Non-binary Jan of Arc star says Globe Show is ‘full of joy, love and hope’

A graphic of a person who is covered in dirt and grime, their chest is bound and they wring their hands. A chainmail helmet covers their eyes. They stand in front of a purple background with text above their head reading I, JOAN in large white letters.

I, Joan’s lead actor, Isobel Thom, says the Globe play that reimagines Joan of Arc as a non-binary hero is “art, exploration, fantasy, and fantasy.” (Shakespeare’s Globe)

I’m Joan The lead actor said the Globe production, which reimagines Joan of Arc as a gender-nonconforming hero, is “full of joy, love, hope, magic, and revolution.”

Shakespeare’s Globe Theater will host a new interpretation of the legendary story of Joan of Arc – believed to have fearlessly led the French into battles against English soldiers in the Hundred Years’ War – that explores the life of the saint from an eerie perspective.

a summary of I’m Joan Joanne – who uses their own pronouns – has been described as a heroine who “rebels against the expectations of the world” and “questions the bisexuality” while finding “her strength and her beliefs spreading like fire”.

Isobel Thom, the non-duo actor cast in the lead role of I’m JoanTell NBC News That the production is full of “joy, love, hope, magic and revolution”.

They added that it is important to use storytelling and theater as a means to advocate for the representation of societies that do not traditionally consider themselves represented in art.

“Storytelling and art is a platform for sharing experiences, expanding imagination, exciting and inspiration, exploring language, and acting,” Thom said. “People and communities deserve to be supported, and there is no limit to the number we can do this for.”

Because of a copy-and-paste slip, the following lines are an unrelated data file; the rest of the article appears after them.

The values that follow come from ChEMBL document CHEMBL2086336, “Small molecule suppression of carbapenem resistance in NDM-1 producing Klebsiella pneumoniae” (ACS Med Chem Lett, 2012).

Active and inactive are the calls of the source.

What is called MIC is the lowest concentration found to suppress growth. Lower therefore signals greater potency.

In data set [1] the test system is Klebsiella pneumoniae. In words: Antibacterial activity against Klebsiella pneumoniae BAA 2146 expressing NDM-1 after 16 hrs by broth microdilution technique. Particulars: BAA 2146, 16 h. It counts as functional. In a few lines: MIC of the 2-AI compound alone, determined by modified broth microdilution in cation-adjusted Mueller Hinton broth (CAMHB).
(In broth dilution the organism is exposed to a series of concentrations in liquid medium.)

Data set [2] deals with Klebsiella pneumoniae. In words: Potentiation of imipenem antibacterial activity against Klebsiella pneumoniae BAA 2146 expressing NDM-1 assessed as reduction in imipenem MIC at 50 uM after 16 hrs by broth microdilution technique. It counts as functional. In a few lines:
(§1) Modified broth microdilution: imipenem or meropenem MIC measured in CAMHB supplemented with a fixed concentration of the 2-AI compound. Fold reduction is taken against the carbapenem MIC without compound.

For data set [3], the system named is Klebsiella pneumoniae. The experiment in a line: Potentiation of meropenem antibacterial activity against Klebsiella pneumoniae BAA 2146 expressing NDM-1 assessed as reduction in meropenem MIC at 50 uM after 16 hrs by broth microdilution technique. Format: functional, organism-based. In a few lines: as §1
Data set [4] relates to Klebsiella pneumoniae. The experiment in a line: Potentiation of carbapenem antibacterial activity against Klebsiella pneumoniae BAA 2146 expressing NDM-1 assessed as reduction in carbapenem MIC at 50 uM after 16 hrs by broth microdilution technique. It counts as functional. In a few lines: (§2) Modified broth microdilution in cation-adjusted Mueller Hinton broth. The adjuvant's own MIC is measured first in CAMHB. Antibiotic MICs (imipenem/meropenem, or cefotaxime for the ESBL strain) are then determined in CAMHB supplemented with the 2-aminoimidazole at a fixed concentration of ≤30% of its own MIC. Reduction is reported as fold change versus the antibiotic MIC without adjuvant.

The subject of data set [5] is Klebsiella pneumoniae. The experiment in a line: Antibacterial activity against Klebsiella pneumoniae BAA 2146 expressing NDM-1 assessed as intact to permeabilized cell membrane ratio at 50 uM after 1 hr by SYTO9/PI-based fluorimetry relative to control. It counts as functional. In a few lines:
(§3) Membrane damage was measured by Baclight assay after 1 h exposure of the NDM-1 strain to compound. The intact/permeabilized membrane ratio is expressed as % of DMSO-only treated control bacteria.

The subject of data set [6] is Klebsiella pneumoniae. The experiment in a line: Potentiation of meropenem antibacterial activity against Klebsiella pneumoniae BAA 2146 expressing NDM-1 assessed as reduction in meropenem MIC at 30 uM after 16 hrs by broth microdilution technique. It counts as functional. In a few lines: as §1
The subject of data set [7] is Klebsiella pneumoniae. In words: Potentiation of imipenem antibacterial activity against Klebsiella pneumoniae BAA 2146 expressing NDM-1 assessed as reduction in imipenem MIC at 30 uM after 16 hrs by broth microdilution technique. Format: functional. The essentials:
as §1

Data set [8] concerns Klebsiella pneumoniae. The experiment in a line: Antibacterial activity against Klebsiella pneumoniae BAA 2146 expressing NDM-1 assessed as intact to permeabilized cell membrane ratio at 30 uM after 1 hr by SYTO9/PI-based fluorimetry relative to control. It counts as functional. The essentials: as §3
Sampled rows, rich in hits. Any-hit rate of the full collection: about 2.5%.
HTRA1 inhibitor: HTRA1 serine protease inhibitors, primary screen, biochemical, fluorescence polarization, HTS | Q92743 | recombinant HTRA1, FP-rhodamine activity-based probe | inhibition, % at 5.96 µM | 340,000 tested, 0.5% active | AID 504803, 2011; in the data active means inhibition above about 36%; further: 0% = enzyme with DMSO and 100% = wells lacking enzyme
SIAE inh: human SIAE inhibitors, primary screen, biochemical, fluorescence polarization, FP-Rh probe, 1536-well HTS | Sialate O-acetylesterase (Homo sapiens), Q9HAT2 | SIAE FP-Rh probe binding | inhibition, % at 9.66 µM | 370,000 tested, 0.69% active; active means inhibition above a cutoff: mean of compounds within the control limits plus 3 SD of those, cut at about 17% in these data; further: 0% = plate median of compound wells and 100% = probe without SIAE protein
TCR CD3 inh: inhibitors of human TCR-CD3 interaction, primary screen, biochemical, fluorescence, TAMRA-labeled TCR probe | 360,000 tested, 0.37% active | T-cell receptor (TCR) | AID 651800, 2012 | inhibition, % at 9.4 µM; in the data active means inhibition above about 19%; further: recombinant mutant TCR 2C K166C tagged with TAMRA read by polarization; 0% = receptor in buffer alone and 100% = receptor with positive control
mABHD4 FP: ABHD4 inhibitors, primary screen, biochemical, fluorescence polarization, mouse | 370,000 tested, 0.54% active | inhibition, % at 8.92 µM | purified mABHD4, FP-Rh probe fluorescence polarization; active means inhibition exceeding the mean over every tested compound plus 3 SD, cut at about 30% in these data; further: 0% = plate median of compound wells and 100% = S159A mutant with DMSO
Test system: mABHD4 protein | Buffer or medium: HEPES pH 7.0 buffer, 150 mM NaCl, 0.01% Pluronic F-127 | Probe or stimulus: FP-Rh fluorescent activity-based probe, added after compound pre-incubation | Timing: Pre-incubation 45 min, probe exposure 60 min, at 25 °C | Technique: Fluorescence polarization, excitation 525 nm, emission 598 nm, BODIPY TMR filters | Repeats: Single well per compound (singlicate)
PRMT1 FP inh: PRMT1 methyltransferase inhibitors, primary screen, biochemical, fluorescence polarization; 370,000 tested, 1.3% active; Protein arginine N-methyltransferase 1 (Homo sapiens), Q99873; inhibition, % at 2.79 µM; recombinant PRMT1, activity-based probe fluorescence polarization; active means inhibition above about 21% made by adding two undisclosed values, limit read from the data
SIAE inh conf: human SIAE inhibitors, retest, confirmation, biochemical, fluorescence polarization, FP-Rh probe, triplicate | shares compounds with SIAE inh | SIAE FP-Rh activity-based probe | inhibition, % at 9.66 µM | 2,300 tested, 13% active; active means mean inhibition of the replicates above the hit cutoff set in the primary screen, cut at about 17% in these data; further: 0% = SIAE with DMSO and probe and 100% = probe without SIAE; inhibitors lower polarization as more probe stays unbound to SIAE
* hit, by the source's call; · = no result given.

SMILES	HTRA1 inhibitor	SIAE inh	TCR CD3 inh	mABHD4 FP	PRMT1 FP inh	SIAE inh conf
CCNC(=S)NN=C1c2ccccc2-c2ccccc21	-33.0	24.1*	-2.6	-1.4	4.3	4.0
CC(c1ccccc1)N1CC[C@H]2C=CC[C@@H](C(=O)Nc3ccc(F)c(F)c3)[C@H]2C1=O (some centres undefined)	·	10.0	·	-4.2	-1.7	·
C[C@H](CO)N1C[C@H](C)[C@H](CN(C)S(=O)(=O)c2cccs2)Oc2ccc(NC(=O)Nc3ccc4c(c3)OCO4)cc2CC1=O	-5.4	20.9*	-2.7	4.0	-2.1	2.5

Despite receiving widespread support, critics were quick to express their displeasure I’m Joan With Hadley Freeman, Alison Pearson and others claiming that the production is an attempt to “abolish history’s inspiring women”.

Thom said on Twitter that they had heard “a lot of hype” on social media about the production and were not “planning to add to it” – but said they would not back down from defending representation in art.

Thom wrote: “Joan is an extraordinary historical figure.” “Joanne is a symbol for many, of any gender, but she holds a special significance for women/people who admire women among many others. Me included.”

They continued, “No one takes away your historical Joan. No one takes your Jean, whatever what Joan might mean to you.”

“No one changes the gender of Joan of Arc after her death.” This show is art: an exploration, it’s fiction, it’s fiction.”

Thom encouraged people to watch I’m Joan before they feel the “need to make judgments about the contents” of the play. They said watching the live performance might “remove some confusion”.

“If you feel the need to pass judgment on the lives of non-binary and transgender people, I encourage you to stop and try to practice kindness,” Thom added.

Michelle Terry, Artistic Director of Shakespeare’s Globe, said in a separate statement that the play does not erase women’s history, but instead, “Just offer the possibility of another point of view”.

“For centuries, Joan has been a cultural icon who has been portrayed in countless plays, books, films, etc.,” Terry said. “History has provided countless and wonderful examples of Joan’s portrayal as a woman.”

She added, “This production simply shows the possibility of another point of view. This is the role of theater: to simply ask the question “Imagine if?”.

Terry explained that theaters “do not deal with ‘historical reality’ but produce plays where ‘everything can be possible’.” She noted how Shakespeare did not “write historically accurate plays” because he “taken numbers from the past to ask questions about the world from around it”.

“Our writers today do nothing different, whether it be looking at Anne Boleyn, Neil Gwen, Emilia Bassano, Edward II, or Joan of Arc,” Terry said.

She continued, “The Globe is a place for imagination. A place where, for a brief period of time, we can at least consider the possibility of the world being elsewhere.”

Terry said the theater is “unequivocally pro-human” and stands for trans and nonbinary people. Blacks, ethnic minorities, and people with disabilities.

Added stage production for I’m Joan He wasn’t “the first to introduce Joanne in this way” and said “it won’t be the last”.

I’m Joan It opens at the Globe Theater in London on August 25.

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